I worked with many different clients. From small greenfield projects all the way to big ones in sectors like automotive, lottery, banking, insurance and other industries. With few exceptions teams in those projects can be divided into those that started anew and think that they are using latest and greatest ways to develop and those that are in charge of bigger projects that started long time ago. The later group tends to put to much energy trying to stay afloat that latest and greatest is very low on their list of priorities.
Greenfield projects, by definition, are young and did not have the time to accumulate legacy code. It's easy to "brag" when you're working in one of them. You still use Java? You don't do continuous deployment? Your architecture is not based on microservices? Those are only few of the questions they might be asking other teams.
The truth of those projects is that given enough time and they too will become outdated. They too will be converted into something people are working on but do not brag about. That's the nature of business. You create something with intention to capitalize on it and than move on to another opportunity. There is no business reason to go rewriting your software every time you discover a new way to do software. There are of course exceptions but such cases are so few in numbers that can not be considered a rule.
Think about companies we admire. Those are likely to be companies like NetFlix, Google, Amazon, Docker, and so on. Docker[^1], for example, realized that they would be better off with a new interface. With the knowledge they have today, they would code Docker differently if they would be starting over. Maybe they would create their interface differently. Maybe they would code it in a different language. There are many things they would have done differently only if they knew then what they know now. But they can't start over and even if they could, they would not want to. Their product is popular and there are many people who depend on it. They need to maintain backward compatibility. They need to maintain what they have today and continue capitalizing on it while striving to continuously come up with improvements and continue being better than their competition. NetFlix is another good example. What they do is impressive but still one can notice that they are falling behind. Their architecture and the tools they use is not latest and greatest any more (which does not mean that they are far behind).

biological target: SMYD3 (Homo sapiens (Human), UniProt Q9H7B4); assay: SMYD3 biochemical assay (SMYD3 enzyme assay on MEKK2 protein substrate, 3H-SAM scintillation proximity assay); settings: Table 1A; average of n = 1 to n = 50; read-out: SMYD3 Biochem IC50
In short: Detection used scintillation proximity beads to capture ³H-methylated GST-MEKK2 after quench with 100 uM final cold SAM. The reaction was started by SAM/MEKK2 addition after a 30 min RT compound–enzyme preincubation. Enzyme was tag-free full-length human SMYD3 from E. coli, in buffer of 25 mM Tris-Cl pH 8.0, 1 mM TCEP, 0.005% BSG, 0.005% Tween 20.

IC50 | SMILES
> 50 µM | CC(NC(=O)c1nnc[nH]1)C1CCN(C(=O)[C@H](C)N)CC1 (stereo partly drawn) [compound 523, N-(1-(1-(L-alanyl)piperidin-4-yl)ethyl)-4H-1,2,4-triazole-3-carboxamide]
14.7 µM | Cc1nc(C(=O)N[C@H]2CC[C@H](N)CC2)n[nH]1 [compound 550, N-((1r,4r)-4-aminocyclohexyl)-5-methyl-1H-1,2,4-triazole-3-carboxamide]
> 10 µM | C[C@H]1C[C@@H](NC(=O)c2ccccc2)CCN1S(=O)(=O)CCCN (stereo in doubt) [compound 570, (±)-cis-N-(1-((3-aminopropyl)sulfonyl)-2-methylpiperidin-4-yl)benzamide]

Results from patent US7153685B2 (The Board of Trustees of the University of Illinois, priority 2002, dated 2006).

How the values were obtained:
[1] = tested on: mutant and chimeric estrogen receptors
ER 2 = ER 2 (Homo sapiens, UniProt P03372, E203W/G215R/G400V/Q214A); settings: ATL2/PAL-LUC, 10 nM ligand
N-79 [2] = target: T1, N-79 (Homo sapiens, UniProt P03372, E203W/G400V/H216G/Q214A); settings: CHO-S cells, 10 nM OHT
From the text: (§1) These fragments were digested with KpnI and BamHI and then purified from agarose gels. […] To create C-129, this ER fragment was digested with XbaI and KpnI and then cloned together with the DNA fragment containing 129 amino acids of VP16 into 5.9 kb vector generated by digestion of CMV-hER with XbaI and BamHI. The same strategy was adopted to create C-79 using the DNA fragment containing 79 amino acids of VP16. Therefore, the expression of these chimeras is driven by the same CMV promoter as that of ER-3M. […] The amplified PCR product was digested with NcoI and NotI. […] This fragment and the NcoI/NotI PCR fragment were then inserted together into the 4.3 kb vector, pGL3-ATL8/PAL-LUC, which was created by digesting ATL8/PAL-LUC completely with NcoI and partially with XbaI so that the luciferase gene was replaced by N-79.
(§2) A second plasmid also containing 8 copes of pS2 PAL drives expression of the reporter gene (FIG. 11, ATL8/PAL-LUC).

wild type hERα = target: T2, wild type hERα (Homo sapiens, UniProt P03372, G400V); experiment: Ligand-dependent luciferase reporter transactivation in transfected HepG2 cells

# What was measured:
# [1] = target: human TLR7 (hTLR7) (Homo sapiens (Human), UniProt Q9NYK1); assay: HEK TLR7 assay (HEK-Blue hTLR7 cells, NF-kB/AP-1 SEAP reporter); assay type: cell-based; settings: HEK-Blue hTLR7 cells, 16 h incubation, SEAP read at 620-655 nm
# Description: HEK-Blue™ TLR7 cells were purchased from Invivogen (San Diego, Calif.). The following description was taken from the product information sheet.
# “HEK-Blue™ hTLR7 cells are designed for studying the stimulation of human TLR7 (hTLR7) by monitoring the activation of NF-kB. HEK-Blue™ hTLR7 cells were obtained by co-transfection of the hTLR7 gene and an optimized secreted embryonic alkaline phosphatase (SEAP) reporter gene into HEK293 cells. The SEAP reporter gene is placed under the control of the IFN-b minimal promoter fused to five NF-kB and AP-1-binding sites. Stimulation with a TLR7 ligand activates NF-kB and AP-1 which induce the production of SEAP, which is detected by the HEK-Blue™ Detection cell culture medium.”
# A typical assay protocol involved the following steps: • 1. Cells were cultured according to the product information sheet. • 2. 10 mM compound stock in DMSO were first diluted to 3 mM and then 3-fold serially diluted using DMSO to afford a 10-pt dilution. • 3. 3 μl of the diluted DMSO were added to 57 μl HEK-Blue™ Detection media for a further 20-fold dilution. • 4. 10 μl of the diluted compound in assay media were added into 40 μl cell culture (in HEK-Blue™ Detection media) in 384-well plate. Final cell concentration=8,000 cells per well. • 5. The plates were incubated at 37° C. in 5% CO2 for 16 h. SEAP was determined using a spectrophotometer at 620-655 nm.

[^1]: I am not associated with Docker and my speculations might easily be wrong. If that's the case, please consider this as an example and change it to (almost) any other company that existed for a while.
Some other companies might have chosen Java as their programming language of choice and now would be better off with Go. Others might have very low test coverage because they started when automated tests were not considered an integral part of the development life-cycle. What I'm trying to say is that legacy is (almost) an inevitable part of any software. If there is anything in it that you would have done differently today, you have legacy code. You have the code that is not what you'd want it to be and you need to live with it until it is changed to your current vision. But, even if you do change all your code to be in line with what we consider to be the best way to solve certain problems today, tomorrow will bring something new and your code will become legacy again. That's the nature of the fast developing and ever-changing industry we work in. Things change fast. What we consider a success today, easily becomes a failure tomorrow.